Why traditional change management consultancy doesn't work and how we use a different approach
What we can help with
You are planning an organisational change. After months of work you've planned how the change will occur, and what the result will be. You announce the change and issue the implementation plans. At this point a number of things can happen including demoralisation, a fall in productivity, dis-engagement and of course resistance. You decide you need some help. Here are 5 questions to ask any consultant who promises they can help you:
1. ARE YOU GOING TO FOCUS ON WHAT we are good at AS WELL AS WHAT NEEDS TO CHANGE?
Simply concentrating on what's going wrong can rapidly create a downward spiral of dis-engagement. Not only does it make people depressed and defensive, it can also encourage a blame culture as people focus on blaming others for the current difficulties. Focussing on what is working, and the strengths and successes of the organisation doesn't mean ignoring the problems, it means coming at them from a different perspective. Appreciative Inquiry offers a well established alternative route to change that, by positively affecting, mood, relationships, communication and engagement, by-passes many of the problems associated with 'top down imposed change'.
2. ARE YOU GOING TO HELP US NOT ONLY ASK THE FRONTLINE STAFF FOR THEIR IDEAS BUT ensure they are empowered to make them happen?
This is vital for two reasons: One is that the staff lower down in your hierarchy will actually have some pretty great ideas that you and the other leaders in the organization won't have thought of. There's no shame in admitting this - great leaders don't have to come up with every idea, their key skill is spotting great ideas and implementing them. The other reason is that it will actually make change happen. Change is more difficult than carrying on as normal and if your frontline staff are told to do something and don't understand, and more importantly don't believe, that this change will make their working lives better they will resist it. When they are actively involved in generating and evaluating ideas that come from them and they are involved in the decision making process, they will believe the change will help them and won't just stop resisting - they will have energy and motivation to make change happen. All the co-creative dialogic change approaches we use focus on the co-creation of change plans and actions.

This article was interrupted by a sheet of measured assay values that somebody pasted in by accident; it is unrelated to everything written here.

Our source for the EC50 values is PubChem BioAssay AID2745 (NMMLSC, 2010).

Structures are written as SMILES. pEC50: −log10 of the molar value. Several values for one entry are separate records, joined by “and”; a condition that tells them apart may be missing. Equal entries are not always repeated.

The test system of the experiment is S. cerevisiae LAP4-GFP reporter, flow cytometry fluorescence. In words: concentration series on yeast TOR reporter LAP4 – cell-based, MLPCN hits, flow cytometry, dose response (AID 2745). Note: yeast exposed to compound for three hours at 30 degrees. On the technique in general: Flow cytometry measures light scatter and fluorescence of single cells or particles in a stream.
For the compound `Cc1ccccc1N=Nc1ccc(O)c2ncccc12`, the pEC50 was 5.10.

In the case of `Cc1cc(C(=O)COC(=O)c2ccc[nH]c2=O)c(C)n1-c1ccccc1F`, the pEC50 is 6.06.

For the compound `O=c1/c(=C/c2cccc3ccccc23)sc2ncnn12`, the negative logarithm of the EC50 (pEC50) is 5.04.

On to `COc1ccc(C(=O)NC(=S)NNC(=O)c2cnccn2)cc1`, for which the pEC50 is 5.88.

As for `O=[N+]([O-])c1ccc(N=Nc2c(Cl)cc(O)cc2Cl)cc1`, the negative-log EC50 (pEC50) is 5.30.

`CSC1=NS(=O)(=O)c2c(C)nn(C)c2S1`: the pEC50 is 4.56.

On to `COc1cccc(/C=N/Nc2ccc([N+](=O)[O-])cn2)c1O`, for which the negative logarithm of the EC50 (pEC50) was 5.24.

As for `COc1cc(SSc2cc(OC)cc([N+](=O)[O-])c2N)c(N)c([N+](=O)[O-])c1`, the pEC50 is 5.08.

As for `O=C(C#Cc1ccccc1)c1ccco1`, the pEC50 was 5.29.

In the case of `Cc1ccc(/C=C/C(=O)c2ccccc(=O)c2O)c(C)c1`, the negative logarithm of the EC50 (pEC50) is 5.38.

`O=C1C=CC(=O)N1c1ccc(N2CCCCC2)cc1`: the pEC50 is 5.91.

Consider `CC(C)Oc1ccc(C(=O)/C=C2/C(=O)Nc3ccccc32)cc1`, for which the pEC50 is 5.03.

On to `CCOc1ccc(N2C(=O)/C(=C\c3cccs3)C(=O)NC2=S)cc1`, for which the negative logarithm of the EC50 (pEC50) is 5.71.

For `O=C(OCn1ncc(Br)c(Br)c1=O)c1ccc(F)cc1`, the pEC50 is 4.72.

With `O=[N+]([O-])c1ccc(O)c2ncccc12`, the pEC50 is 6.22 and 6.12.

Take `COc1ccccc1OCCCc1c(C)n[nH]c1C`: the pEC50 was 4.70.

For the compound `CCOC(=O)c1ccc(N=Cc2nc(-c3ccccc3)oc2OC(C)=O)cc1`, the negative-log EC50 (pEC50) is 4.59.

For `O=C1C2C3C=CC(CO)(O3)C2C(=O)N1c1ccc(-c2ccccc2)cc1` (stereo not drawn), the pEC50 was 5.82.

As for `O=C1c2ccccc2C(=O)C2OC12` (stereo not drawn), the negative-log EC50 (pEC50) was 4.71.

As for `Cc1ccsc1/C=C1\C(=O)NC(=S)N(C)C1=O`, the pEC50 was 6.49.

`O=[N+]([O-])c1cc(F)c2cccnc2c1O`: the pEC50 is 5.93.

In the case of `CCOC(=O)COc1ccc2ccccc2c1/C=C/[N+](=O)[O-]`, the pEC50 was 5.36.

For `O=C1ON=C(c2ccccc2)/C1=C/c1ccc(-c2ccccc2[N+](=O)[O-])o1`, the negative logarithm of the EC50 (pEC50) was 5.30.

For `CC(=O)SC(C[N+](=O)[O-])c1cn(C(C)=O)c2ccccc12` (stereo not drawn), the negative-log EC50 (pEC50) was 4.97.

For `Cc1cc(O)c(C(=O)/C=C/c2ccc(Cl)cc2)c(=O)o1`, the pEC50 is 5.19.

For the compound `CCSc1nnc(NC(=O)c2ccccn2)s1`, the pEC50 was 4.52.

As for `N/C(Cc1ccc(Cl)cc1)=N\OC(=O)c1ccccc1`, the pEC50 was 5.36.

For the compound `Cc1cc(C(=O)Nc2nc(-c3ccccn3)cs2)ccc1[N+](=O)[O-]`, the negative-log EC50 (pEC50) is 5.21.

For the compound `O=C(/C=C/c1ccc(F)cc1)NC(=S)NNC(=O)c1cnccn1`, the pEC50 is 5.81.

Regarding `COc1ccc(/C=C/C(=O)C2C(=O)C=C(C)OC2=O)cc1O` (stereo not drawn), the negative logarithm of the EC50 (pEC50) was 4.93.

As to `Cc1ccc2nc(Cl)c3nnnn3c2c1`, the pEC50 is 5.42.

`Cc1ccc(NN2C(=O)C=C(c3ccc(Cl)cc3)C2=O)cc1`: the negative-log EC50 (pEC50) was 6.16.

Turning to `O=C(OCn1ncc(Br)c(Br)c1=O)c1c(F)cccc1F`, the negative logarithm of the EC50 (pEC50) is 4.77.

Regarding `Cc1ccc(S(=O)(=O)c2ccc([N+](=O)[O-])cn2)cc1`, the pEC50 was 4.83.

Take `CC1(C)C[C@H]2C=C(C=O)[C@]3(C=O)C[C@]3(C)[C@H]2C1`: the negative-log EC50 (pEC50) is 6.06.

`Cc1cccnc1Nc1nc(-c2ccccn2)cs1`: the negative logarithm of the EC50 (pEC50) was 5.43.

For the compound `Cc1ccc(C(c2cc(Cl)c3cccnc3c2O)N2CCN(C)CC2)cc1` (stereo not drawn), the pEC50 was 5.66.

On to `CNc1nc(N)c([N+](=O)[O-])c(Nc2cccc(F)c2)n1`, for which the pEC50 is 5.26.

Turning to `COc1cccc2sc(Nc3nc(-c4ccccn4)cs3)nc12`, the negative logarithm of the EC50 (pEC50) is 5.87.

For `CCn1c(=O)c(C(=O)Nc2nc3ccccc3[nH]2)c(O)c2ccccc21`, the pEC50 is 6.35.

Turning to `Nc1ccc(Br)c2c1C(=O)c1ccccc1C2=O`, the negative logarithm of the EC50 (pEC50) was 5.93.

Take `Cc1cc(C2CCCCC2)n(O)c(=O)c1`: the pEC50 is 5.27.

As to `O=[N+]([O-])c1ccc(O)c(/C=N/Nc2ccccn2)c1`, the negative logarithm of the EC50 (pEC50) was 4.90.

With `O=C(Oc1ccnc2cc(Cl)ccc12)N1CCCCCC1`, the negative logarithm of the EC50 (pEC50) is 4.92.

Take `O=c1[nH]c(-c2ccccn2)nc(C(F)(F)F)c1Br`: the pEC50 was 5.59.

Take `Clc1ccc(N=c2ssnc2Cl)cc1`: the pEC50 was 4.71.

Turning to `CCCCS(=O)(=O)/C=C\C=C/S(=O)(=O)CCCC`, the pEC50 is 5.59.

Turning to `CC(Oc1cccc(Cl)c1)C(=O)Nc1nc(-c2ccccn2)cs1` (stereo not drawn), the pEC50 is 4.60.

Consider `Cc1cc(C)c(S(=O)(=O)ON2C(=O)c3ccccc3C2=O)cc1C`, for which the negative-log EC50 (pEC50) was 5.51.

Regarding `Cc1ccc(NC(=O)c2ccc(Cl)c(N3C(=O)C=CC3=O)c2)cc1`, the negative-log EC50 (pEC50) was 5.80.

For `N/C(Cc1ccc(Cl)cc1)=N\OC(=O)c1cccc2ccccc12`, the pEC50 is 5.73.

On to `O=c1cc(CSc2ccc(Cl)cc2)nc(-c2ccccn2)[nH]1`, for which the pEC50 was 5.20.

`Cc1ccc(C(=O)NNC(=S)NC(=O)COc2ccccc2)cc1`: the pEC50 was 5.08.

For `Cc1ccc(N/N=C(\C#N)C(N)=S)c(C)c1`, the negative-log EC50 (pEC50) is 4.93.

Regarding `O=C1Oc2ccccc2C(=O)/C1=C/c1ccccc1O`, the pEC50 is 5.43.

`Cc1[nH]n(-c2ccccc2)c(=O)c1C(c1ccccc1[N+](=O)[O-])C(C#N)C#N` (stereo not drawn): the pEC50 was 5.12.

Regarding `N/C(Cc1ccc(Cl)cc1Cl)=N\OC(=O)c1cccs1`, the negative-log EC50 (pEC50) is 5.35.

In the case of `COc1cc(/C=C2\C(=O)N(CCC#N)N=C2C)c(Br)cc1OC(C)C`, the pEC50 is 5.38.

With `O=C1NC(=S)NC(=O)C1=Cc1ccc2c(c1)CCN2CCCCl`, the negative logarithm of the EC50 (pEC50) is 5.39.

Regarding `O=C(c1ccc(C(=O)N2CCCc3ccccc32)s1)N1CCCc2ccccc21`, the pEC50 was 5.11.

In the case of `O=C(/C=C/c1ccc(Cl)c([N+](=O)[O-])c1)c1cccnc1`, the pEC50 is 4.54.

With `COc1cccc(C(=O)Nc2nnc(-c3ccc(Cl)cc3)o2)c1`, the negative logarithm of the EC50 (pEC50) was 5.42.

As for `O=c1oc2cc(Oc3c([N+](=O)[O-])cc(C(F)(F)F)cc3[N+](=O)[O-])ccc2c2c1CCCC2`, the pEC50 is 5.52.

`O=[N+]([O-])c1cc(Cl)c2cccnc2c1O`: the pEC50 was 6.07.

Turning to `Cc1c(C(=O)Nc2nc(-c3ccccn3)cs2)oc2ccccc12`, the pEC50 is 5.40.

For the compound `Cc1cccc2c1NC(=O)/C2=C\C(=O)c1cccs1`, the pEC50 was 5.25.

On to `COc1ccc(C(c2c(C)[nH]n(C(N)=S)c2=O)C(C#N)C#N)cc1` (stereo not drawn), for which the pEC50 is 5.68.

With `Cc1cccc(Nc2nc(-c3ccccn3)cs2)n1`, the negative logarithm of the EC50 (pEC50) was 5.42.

3. ARE WE GOING TO START CHANGING NOW?
Another reason that you should involve everyone affected by the change from the beginning is that they can start trying out ideas straight away. Otherwise you and the other leaders will spend months devising 'The Plan' and then unveil it to the organization. Quite apart from the fact that this gives the staff no chance to influence the change and so every reason to resist it, it's unlikely to achieve what it's supposed to even if everyone does what you want them to. An iterative change where ideas are tried and evaluated and then discarded, modified or expanded and then tried again, works by responding to feedback and building momentum. It is far more likely to succeed than a big 'one-shot' approach which misses the target and which everyone concerned is too exhausted to try again anytime soon.
4. ARE WE GOING TO BE ABLE TO KEEP CHANGING AFTER YOU ARE GONE?
It's not good enough these days for organizations to stay frozen for 5, 10, 15 years at a time in between attempts to change how they work. The modern world won't wait for you. It's equally impossible for new Grand Masterplans to come down from the leadership every 18 months even if they worked - it's mentally exhausting for everyone concerned and engenders cynicism. If a change consultant has helped you to create an environment which accepts and even embraces change because it's seen to make everyone's working life better then that environment will survive even after they've left.